.

Flying Home

Alas, I missed
My flight back Home,
After all these years
In life I’ve roamed.

I had then raced
To make my flight,
I thought I had
My timing right.

But there before
My startled eyes
The clouds rolled in
And filled the skies!

The plane stood still
On tarmac flat,
As rain poured down—
Imagine that!

I bowed my head—
Resigned to stay,
In this cold world
Another day.

When clouds do lift,
When sun does rise,
I’ll finally fly
Back to that prize.

That prize of Home,
The place I need,
To rest my soul,
My soul then freed.

.

.

Michael Charles Maibach began writing poems at age nine.  Since then he has continued writing poems, and sharing them with friends.  His career has involved global business diplomacy.  He is a native of Peoria, Illinois.  Today Michael resides in Old Town Alexandria, Virginia.  More of his poems are found at www.MaibachPoems.us or on Facebook.


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10 Responses

  1. Damian Robin

    Beautiful sentiments: that I interpret as :

    even the politically powerful and influential
    must acquiesce to higher deities who keep their checks and balances by using everyday matters, e.g. the weather, and man’s judgment of how it will pan out.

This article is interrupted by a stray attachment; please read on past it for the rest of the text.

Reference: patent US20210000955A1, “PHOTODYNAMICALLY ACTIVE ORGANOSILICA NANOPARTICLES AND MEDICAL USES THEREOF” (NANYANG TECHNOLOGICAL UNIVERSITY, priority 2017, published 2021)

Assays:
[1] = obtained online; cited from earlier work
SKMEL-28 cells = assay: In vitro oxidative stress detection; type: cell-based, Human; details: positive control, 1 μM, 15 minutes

Reply
  2. Joseph S. Salemi

    Michael does something interesting in his fourth quatrain, the smack-dab middle of the poem. He gives us the image of an airplane grounded on the tarmac because of heavy rain, and so the reader assumes that it is all about a simple, mundane flight delay. But in the very next quatrain he mentions that the flight is to take the speaker out of “this cold world.” Suddenly the poem takes on a mood of mortality and unfulfilled longing.

    Reply
  3. Jack DesBois

    Thank you, Michael. I just recently read John Bunyan’s “Pilgrim’s Progress.” Your poem makes me wonder how Bunyan might have written his allegory differently had he lived in the Age of Flight.

    Your allegory, for all its brevity, has some delightful twists – at first I thought this soul was missing his one chance to fly to Heaven due to his own miscalculation (like the five foolish virgins with no oil in their lamps), but it soon becomes clear that it is heavenly forces that are staying the flight, not the soul’s faults – and, most importantly, the flight is merely delayed indefinitely, not canceled. The allegory seems to me to be of a near-death experience.

    Reply
    • Michael Maibach

      Thank you Jack. The old man thought his work was finally done, that it was his time – finally – to return to his Crestor. But that Creator wanted more from him before leaving.

      Reply

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